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Ritual

Mikveh Dreams

I’ve been doing a lot of reading lately about niddah, or the laws having to do with a women’s monthly immersion in the mikveh (this is what happens when you run a Jewish blog---you read a lot of random things). I am no expert on this issue---far from it---but I think it’s a really interesting topic, and something that more women should be aware of, especially in light of the battle over mikvaot that is going on in some communities in Israel right now. 

Gendering at Birth: the Bris and the Baby Naming

I consider myself fortunate to take Gender Studies as my English literature class during my final semester of high school.

Mayyim Hayyim, a progressive community mikveh, opens

May 14, 2004

Innovative community mikveh and education center in Newton, Massachusetts, gives new meaning to ancient ritual

Amy Eilberg ordained as first female Conservative rabbi

May 12, 1985

Amy Eilberg became the first woman ordained as a Conservative Rabbi at the Jewish Theological Seminary's commencement exercises in New York City.

Judith Kaplan celebrates first American Bat Mitzvah ceremony

March 18, 1922

Judith Kaplan (Eisenstein) became the first American Bat Mitzvah.

The New York Times reports on naming ceremonies for Jewish girls

March 14, 1977

The New York Times reported on the emergence of formal naming ceremonies for newborn Jewish girls.

Rachel Adler receives National Jewish Book Award

March 11, 1999

Rachel Adler was awarded the National Jewish Book Award for Jewish Thought for "Engendering Judaism: A New Theology and Ethics."

Oranges, Miriam's Cup, and Other Passover Rituals

Passover is next week. How did that happen?! I haven't even begun to prepare, but was reminded that I better get on the ball after reading the opinion piece "Raising Cups, Dropping Oranges" by Aurora Mendelsohn in the Forward. Mendelsohn discusses the ways in which her Seder's feminist rituals have changed over the past decade: Miriam's Cup has endured while the orange on the Seder plate has disappeared.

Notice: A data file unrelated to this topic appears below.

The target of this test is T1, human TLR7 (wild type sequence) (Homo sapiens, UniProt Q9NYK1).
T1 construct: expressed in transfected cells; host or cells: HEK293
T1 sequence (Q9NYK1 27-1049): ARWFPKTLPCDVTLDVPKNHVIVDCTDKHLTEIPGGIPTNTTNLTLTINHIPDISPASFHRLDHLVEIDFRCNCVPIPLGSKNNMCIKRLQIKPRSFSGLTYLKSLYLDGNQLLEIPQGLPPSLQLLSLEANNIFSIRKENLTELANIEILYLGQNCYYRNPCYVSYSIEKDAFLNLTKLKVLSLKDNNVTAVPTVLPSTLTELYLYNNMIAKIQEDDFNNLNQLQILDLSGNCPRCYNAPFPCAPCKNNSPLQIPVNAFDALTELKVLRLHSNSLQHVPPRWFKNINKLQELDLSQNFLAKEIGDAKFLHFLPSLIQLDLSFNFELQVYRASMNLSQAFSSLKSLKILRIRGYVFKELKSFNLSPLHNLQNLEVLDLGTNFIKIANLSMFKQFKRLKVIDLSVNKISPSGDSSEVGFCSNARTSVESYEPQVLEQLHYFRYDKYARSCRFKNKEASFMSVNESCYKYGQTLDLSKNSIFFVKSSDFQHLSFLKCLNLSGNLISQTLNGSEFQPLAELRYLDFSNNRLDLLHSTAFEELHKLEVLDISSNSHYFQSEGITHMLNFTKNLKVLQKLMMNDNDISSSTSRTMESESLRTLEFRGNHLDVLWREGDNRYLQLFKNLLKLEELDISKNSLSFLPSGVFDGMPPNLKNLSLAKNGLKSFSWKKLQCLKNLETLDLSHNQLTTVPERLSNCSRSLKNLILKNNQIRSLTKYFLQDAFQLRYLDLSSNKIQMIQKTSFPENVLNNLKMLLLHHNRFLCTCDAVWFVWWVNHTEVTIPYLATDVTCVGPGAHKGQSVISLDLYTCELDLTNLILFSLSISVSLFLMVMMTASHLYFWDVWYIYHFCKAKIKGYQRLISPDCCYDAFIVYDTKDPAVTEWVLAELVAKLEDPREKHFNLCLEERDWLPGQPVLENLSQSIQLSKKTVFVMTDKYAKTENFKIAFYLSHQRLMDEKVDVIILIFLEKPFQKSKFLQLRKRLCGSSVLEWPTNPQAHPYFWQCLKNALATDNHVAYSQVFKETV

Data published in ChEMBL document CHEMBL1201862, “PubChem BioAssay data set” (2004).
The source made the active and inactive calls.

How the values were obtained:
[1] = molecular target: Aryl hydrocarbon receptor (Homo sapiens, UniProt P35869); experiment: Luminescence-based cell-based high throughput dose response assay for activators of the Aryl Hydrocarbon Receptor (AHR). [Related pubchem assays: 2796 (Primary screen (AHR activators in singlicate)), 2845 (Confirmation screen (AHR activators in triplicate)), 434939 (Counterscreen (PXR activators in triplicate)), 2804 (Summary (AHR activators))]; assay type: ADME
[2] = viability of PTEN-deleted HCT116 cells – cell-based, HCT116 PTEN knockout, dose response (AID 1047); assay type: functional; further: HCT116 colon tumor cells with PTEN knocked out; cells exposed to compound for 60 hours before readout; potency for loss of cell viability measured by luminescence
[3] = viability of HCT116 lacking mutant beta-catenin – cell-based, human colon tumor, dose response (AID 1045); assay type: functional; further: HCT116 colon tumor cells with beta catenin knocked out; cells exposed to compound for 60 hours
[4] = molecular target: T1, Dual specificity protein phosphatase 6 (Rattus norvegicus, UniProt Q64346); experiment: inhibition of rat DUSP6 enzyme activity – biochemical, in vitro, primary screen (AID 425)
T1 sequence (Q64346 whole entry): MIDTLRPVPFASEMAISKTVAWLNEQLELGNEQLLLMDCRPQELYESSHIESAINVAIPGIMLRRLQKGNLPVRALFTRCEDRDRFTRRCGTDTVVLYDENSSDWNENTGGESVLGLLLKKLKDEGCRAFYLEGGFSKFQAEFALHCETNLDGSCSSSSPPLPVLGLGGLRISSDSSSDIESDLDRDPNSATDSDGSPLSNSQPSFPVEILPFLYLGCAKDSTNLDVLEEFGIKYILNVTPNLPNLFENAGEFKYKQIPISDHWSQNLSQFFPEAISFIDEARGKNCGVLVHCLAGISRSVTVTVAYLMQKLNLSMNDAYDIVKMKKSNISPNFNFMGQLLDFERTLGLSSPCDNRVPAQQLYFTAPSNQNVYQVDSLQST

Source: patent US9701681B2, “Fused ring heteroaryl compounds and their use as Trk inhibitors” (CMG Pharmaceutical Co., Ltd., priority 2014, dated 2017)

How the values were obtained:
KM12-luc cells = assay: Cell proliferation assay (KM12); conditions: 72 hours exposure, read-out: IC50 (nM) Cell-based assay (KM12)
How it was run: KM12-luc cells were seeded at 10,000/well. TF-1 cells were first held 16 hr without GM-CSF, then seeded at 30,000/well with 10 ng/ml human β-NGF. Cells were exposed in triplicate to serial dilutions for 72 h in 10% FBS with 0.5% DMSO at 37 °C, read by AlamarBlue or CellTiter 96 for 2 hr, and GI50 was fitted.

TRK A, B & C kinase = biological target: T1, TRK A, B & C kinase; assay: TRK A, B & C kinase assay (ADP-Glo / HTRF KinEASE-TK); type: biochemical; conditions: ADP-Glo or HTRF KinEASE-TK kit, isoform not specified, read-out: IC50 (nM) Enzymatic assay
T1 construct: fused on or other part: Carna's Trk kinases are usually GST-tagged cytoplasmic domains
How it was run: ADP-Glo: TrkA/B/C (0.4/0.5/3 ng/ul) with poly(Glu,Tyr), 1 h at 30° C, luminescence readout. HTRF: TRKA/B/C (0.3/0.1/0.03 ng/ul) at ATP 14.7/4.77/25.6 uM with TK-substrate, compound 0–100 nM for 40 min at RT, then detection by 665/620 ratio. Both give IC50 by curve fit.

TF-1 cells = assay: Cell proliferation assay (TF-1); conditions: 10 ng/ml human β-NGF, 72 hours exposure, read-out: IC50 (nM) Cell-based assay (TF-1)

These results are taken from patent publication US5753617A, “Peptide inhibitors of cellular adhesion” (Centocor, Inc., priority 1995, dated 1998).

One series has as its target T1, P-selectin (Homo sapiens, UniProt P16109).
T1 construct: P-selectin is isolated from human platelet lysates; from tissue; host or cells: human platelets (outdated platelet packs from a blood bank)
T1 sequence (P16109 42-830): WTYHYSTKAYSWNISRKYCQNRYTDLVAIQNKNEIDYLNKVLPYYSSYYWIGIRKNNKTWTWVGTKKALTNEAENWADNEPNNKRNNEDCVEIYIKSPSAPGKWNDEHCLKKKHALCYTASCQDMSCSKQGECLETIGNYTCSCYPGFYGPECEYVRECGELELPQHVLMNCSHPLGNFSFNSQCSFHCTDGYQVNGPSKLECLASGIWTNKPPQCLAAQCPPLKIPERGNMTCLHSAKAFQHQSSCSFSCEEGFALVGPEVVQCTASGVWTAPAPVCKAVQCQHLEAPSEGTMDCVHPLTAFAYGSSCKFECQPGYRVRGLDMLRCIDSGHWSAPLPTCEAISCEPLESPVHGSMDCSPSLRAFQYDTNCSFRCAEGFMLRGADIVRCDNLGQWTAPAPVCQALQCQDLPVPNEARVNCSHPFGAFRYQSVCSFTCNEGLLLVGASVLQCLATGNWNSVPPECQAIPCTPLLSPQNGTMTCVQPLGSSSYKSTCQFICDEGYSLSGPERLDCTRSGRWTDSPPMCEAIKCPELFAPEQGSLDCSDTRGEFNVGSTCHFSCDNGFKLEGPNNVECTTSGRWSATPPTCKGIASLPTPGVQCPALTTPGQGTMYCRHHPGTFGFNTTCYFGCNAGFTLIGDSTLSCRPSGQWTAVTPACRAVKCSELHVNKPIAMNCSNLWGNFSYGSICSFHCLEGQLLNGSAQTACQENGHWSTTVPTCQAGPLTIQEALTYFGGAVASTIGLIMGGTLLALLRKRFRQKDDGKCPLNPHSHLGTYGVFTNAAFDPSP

Torah Study

The commandment of Torah study is a positive Biblical precept.

Tkhines

Because most Jewish texts of the sixteenth through the eighteenth centuries, as throughout most of Jewish history, were written in Hebrew by men for other men, we have very little direct evidence of women’s religious lives. Tkhines (Yiddish, from Hebrew tehinnot, “supplications”), private devotions and paraliturgical prayers in Yiddish, primarily for women, were published beginning in the early modern period, especially in Central and Eastern Europe and among Yiddish-speaking populations elsewhere.

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How to cite this page

Jewish Women's Archive. "Ritual." (Viewed on September 23, 2018) <https://jwa.org/topics/ritual>.

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